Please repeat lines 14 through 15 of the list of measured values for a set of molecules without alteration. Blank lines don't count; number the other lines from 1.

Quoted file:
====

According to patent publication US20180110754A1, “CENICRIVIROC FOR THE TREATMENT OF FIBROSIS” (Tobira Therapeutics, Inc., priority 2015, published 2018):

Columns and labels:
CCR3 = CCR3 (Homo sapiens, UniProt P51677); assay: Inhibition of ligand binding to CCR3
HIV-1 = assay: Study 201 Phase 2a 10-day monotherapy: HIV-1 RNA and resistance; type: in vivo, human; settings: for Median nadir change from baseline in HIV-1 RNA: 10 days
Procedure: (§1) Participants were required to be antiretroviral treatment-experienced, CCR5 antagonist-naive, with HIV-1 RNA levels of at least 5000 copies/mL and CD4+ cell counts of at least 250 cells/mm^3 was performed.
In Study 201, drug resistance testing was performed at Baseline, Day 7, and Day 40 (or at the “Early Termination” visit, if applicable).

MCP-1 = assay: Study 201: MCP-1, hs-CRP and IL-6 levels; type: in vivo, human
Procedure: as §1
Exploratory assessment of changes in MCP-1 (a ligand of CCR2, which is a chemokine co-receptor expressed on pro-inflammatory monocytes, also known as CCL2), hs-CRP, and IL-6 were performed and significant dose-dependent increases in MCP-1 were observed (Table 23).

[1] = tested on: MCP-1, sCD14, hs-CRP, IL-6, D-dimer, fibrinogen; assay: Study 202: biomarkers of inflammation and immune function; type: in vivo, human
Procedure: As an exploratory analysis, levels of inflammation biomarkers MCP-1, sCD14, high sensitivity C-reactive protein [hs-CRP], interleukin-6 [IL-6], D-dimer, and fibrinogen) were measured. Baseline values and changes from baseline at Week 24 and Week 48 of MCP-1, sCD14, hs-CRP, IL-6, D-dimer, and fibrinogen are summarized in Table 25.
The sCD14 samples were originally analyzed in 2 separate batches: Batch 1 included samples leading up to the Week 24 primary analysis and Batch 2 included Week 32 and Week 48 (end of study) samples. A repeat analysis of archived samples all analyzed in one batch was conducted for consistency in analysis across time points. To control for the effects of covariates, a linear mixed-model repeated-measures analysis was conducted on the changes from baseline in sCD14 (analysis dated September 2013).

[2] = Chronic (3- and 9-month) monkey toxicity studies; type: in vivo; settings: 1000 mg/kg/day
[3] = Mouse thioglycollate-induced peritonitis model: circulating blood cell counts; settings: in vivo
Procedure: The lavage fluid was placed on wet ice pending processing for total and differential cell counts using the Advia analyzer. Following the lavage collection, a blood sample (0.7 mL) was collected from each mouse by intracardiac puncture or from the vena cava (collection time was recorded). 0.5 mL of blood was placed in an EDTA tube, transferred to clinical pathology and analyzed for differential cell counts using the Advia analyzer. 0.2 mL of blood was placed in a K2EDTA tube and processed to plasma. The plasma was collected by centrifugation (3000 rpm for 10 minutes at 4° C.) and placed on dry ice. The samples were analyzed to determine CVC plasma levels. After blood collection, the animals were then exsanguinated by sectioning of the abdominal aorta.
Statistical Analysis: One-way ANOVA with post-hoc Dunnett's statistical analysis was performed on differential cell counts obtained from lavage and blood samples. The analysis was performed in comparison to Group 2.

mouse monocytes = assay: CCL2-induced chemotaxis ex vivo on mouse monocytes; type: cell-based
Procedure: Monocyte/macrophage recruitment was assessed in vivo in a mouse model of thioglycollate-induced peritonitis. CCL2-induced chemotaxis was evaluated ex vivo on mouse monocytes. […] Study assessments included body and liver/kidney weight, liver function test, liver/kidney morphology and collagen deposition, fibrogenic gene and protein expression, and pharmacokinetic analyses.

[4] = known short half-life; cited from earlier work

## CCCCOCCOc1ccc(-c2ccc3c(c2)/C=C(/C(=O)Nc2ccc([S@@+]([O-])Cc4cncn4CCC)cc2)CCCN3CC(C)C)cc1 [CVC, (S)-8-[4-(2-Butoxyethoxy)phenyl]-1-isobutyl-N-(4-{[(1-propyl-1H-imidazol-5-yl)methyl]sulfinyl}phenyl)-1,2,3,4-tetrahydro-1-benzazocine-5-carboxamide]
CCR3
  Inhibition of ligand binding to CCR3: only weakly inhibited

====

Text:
[3] = Mouse thioglycollate-induced peritonitis model: circulating blood cell counts; settings: in vivo
Procedure: The lavage fluid was placed on wet ice pending processing for total and differential cell counts using the Advia analyzer. Following the lavage collection, a blood sample (0.7 mL) was collected from each mouse by intracardiac puncture or from the vena cava (collection time was recorded). 0.5 mL of blood was placed in an EDTA tube, transferred to clinical pathology and analyzed for differential cell counts using the Advia analyzer. 0.2 mL of blood was placed in a K2EDTA tube and processed to plasma. The plasma was collected by centrifugation (3000 rpm for 10 minutes at 4° C.) and placed on dry ice. The samples were analyzed to determine CVC plasma levels. After blood collection, the animals were then exsanguinated by sectioning of the abdominal aorta.